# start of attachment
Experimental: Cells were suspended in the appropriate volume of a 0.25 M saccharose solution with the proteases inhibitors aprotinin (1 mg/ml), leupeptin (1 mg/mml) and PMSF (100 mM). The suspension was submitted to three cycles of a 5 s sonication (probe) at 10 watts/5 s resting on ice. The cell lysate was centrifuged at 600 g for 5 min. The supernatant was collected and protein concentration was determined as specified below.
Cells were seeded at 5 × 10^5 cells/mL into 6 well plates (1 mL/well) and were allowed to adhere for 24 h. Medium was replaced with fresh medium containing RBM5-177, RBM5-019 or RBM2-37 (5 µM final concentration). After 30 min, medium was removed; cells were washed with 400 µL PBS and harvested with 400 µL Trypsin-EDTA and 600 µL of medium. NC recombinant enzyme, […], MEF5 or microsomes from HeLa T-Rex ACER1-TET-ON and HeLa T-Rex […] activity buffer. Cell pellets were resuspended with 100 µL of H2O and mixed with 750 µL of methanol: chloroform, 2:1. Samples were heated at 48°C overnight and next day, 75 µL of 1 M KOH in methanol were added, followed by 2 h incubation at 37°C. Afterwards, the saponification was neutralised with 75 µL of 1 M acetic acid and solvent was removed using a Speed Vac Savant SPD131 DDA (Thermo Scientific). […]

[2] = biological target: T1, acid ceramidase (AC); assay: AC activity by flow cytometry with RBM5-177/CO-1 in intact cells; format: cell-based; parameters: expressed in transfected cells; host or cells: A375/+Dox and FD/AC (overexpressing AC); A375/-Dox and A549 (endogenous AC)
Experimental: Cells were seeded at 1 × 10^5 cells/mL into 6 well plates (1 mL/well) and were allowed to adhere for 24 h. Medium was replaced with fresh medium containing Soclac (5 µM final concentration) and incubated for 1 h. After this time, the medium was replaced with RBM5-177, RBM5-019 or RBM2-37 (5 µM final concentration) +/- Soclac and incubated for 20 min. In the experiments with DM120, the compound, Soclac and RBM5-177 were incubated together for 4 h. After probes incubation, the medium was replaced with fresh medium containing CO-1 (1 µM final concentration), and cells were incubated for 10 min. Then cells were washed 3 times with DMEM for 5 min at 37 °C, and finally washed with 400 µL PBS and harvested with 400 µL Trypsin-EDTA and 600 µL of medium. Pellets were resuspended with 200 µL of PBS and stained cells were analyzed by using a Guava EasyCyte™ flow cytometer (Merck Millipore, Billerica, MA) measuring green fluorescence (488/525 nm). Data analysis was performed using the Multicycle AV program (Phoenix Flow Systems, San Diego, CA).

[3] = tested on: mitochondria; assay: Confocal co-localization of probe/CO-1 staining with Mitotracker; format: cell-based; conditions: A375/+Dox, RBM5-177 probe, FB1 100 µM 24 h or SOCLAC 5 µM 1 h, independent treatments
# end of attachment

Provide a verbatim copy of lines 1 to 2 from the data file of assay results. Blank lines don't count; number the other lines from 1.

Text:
Experimental: Cells were suspended in the appropriate volume of a 0.25 M saccharose solution with the proteases inhibitors aprotinin (1 mg/ml), leupeptin (1 mg/mml) and PMSF (100 mM). The suspension was submitted to three cycles of a 5 s sonication (probe) at 10 watts/5 s resting on ice. The cell lysate was centrifuged at 600 g for 5 min. The supernatant was collected and protein concentration was determined as specified below.
Cells were seeded at 5 × 10^5 cells/mL into 6 well plates (1 mL/well) and were allowed to adhere for 24 h. Medium was replaced with fresh medium containing RBM5-177, RBM5-019 or RBM2-37 (5 µM final concentration). After 30 min, medium was removed; cells were washed with 400 µL PBS and harvested with 400 µL Trypsin-EDTA and 600 µL of medium. NC recombinant enzyme, […], MEF5 or microsomes from HeLa T-Rex ACER1-TET-ON and HeLa T-Rex […] activity buffer. Cell pellets were resuspended with 100 µL of H2O and mixed with 750 µL of methanol: chloroform, 2:1. Samples were heated at 48°C overnight and next day, 75 µL of 1 M KOH in methanol were added, followed by 2 h incubation at 37°C. Afterwards, the saponification was neutralised with 75 µL of 1 M acetic acid and solvent was removed using a Speed Vac Savant SPD131 DDA (Thermo Scientific). […]